Switzerland is known for providing bespoke pharmaceutical solutions through its access to and funding for intensive research and development of low volume speciality chemicals. Switzerland has seen many success stories and inventions in the pharmaceutical industries. Roche is credited with inventing Invirase, the world’s first HIV protease inhibitor drug in 1995 and later, co-created Funzeon, which stops the HIV virus from entering human cells. In addition, Novartis has been widely recognised for their work on cancer treatment through their aromatase blocker letrozole (Femara) which is used in the treatment of early-stage breast cancer.

Turning ideas into innovation, research and development (R&D) is the lifeblood of the life sciences industry. In an increasingly competitive environment, a company’s survival is almost wholly dependent on the discovery and development of new products, including medicines, vaccines and medical devices. Research and development is a serious investment in time and money – on average, large multinational drug companies spend 17% of their revenues of R&D. The average cost to research and develop each successful drug is estimated to be $2.6 billion, while it takes approximately ten years to bring a new drug to market.

Technological advancements have reduced the cost of research and development – helping to accelerate investment in life sciences – while also creating new opportunities for product innovations as the Fourth Industrial revolution blurs the boundaries between the biological, physical and digital worlds. According to a report by KPMG, the cost of drug R&D will drop by 2030, leading to numerous benefits for the both the industry and consumer in terms of cost savings.

Interpharma is the leading representational body for research-based pharmaceutical companies in Switzerland and provides a wealth of information to its network through regular market updates and reports. At 5.5 billion francs, the pharmaceutical industry accounted for around 35% of all in-house R&D spending in Switzerland, which was thus around three times as high as the amount spent in the engineering and metal industry. Globally, R&D spending in medical device is anticipated to grow by 4.5% to hit $39 billion by 2024.

Our Zurich based consultants are specialists in their markets, recruiting top talent for the R&D jobs market throughout Switzerland and Europe.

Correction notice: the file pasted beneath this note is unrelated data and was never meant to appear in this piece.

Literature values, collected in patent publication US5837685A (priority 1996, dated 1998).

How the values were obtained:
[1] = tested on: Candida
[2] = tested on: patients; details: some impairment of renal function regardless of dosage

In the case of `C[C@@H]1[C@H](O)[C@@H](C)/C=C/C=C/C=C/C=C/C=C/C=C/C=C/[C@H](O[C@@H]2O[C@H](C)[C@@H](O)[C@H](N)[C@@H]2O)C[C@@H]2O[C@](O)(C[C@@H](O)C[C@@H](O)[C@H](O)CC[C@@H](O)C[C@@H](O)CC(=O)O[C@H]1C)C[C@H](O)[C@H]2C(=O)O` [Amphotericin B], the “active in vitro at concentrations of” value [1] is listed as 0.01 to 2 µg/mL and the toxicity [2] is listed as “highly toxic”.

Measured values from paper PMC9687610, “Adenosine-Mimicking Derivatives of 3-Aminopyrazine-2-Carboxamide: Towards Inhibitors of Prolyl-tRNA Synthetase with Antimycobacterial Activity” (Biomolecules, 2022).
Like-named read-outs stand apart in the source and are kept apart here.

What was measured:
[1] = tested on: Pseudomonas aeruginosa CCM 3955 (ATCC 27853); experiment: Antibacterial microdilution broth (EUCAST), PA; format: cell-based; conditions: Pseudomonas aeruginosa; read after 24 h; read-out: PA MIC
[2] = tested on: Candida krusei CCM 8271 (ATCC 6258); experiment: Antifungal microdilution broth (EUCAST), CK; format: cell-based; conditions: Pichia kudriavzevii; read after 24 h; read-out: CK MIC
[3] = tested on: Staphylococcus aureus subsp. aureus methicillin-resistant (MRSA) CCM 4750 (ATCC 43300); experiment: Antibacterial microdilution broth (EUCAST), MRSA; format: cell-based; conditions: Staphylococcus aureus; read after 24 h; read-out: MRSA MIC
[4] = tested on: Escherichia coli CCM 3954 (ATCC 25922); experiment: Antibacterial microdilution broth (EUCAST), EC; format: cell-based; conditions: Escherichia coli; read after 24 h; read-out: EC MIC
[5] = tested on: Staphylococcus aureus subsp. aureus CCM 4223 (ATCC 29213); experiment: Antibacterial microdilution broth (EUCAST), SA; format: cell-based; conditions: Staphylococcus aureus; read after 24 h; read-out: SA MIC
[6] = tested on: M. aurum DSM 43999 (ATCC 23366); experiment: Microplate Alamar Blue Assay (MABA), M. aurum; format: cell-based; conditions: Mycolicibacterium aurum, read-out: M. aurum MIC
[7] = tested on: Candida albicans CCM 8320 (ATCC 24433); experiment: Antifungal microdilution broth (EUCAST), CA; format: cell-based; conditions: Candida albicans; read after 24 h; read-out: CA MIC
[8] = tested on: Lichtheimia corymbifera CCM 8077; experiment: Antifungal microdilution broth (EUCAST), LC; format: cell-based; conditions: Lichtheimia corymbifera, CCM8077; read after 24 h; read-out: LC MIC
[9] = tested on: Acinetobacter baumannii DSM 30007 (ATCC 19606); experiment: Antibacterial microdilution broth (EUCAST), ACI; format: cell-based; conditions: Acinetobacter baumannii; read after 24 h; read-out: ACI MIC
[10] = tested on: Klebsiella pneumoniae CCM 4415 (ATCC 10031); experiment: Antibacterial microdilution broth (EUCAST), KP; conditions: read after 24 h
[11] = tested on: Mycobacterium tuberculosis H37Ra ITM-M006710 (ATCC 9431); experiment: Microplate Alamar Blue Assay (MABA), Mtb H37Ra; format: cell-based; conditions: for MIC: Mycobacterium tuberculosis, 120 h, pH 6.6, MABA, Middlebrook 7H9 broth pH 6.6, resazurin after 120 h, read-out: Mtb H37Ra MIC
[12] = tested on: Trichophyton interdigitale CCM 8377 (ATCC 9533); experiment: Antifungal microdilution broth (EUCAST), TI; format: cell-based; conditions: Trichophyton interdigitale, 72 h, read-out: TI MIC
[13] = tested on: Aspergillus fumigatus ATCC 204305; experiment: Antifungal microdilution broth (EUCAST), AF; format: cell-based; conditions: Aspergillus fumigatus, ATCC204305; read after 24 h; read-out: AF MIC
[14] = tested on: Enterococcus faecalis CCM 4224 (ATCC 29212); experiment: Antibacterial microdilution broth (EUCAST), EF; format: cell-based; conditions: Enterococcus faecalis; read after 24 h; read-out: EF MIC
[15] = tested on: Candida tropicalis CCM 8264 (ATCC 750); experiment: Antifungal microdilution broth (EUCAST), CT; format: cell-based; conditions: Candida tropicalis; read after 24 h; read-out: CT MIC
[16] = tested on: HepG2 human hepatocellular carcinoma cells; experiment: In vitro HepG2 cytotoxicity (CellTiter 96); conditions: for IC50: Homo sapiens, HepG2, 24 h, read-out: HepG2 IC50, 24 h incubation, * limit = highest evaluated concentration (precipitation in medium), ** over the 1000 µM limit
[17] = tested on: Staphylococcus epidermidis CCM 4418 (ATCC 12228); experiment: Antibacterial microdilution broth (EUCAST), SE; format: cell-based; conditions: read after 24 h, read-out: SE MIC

Engineer I: Downstream Process Development
Negotiable, California

Summary: A rapidly growing biotech in the vaccine development space is looking to add top associa...

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Associate Director/Director
Negotiable, Cambridge

Description: Upstream processing of cell, viral, and recombinant protein-based products expressed...

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Manager/ Senior Manager, Downstream Process Development
Negotiable, Lexington

A global pharmaceutical company located in Lexington, MA is looking for a Manager/Senior Manager ...

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Scientist/Senior Scientist, Upstream Process Development
Negotiable, Seattle

A Seattle-based biotech startup is seeking an exceptional Scientist/Sr. Scientist, Upstream Proce...

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Lab Technician
Negotiable, Switzerland

A Global Pharmaceutical Leader that boasts premises in more than 100 locations round the world sp...

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Sr. Scientist - Cell Culture
US$120000 - US$140000 per year, Maryland

A global leader in the life sciences industry across three continents is looking for someone to j...

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Medical Writer
US$90 - US$100 per hour, New Jersey

** Remote, but must be in the NJ/NY/PA area** Job opportunity with an innovation-driven pharmaceu...

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Research Associate, Viral Vector Assay
Health, Vision, Dental, and 401K, Thousand Oaks

A drug development Biopharmaceutical company, who is developing novel treatments for patients wit...

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Cell Culture Scientist/Senior Scientist/Principal Scientist
Negotiable, San Francisco

Summary: You will establish the foundation for a strong, efficient, large-scale cell culture plat...

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